the swelling did go down and my breast did turn back to its normal state.
That being the case, hearing that a marijuana suppository is effective in treating a woman’s cramps does indeed make me curious.
Reportedly, the vaginal suppository contains 60 mg of THC and 10 mg of CBD and according to the site, two women had this to say:
Lynanne G says:
While cannabis has always helped with my painful cramps, being high is often not an option at work. Having a non-psychoactive cannabis product for relief is a game changer.
Keely Rae Stinner says:
I woke up this morning in a lot of pain due to menstrual cramps and immediately used the product. I have always really struggled with the incredible pain of cramps and this has definitely been the most effective method in ridding the pain.
The maker (Foria) claims:
Users have reported a significant decrease in the pain and discomfort often associated with menstruation. The cannabinoids directly impact the immune system and the nerve endings of the uterus, cervix, ovaries and surrounding smooth muscle tissues. THC positively affects the nerves and assists in blocking out pain while also allowing for more pleasant signals to be received by the brain.
Obviously doctors in traditional medicine (versus holistic doctors) aren’t too convinced.
Jen Gunter, OB-GYN and pain medicine doctor asserts Foria is untested and insists that whether it works or not, there no way around the fact that the woman and her va-jay-jay will indeed by high from the va-hay-hay. Additionally, Gunter [untested opinion as well] says the amount of THC in the suppository is excessive and could lead to death.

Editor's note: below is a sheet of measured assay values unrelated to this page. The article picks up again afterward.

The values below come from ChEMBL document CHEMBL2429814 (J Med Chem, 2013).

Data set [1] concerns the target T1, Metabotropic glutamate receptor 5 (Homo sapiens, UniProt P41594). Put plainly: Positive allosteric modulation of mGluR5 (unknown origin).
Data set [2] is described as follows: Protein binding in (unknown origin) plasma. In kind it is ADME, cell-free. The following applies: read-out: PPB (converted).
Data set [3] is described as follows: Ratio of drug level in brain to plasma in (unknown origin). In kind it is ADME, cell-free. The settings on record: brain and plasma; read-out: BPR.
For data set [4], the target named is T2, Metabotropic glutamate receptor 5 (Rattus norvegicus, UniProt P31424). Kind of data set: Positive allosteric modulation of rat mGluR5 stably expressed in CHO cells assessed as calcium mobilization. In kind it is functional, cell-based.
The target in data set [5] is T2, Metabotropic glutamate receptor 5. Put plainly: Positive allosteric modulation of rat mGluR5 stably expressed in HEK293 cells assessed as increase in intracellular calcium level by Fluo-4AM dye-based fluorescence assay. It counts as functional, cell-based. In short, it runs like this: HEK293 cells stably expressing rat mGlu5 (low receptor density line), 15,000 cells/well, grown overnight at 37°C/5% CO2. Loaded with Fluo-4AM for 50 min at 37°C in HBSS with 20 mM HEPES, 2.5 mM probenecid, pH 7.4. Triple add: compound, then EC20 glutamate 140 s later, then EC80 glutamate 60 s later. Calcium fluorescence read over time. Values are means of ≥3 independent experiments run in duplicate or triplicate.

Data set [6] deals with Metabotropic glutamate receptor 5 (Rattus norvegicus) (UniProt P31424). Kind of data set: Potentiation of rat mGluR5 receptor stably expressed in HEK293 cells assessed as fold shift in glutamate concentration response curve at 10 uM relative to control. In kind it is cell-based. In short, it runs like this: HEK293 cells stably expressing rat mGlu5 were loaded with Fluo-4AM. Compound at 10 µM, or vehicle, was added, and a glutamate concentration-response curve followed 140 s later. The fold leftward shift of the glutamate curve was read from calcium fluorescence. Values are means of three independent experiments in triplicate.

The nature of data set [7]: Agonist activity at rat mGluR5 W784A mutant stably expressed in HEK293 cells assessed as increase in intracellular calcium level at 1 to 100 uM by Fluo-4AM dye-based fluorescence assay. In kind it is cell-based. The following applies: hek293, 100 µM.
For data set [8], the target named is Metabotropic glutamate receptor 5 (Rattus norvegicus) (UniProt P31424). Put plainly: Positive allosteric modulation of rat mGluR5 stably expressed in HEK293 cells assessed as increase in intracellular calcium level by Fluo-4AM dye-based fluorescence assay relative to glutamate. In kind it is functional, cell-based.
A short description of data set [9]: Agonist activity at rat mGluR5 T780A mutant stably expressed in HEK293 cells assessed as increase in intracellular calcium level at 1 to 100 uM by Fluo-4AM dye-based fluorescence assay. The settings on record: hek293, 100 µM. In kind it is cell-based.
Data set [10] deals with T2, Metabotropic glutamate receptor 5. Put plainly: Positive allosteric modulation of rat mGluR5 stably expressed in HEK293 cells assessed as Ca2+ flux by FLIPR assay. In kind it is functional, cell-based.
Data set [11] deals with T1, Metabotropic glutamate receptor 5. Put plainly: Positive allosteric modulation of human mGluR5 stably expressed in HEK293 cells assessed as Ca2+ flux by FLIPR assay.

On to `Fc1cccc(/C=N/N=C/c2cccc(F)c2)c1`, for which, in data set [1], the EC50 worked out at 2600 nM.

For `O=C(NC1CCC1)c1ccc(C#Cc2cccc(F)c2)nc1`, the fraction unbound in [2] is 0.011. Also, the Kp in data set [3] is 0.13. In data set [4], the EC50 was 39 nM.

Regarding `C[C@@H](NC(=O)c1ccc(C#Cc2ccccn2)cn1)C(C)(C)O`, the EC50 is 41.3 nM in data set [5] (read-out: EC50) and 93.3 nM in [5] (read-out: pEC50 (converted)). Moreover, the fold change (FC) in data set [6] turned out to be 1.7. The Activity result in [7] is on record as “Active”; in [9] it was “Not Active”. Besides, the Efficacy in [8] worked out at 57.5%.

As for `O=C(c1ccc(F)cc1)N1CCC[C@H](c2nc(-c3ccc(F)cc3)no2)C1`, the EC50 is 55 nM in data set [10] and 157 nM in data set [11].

This isn’t the first vaginal suppository Dr. Gunter has weight in on. As well, there are others out there – e.g the “Herbal Womb Detox Pearl” made by a company called Embrace Pangrea (founded by a woman named Tamieka Atkinson)…. claims to be able to tighten the vagina, cure fibroid tumors, rid women of BV, and even claim to have a “womb maintenance package.”
Gunter refutes all that, too, having said:
The vagina makes excess discharge when there is A) irritation B) infection C) an absence of good bacteria,” she said. “This discharge isn’t some toxic swill that the vagina was hiding that only the “pearls” could release, it’s a sign that these ‘pearls’ are damaging. Here’s my vaginal pearl – leave it alone, it’s not exactly sentient but it can cope very well without any meddling.
— Jennifer Gunter (@DrJenGunter) January 12, 2016
Unlike the marijuana suppositories which can only be sold in states where marijuana is legal, the “Herbal Womb Detox Pearl” has less state-governed restrictions.
So far, however, the marijuana suppository (Foria Relief) is only available in California and Colorado but from the looks of things, it’s going full speed seed ahead.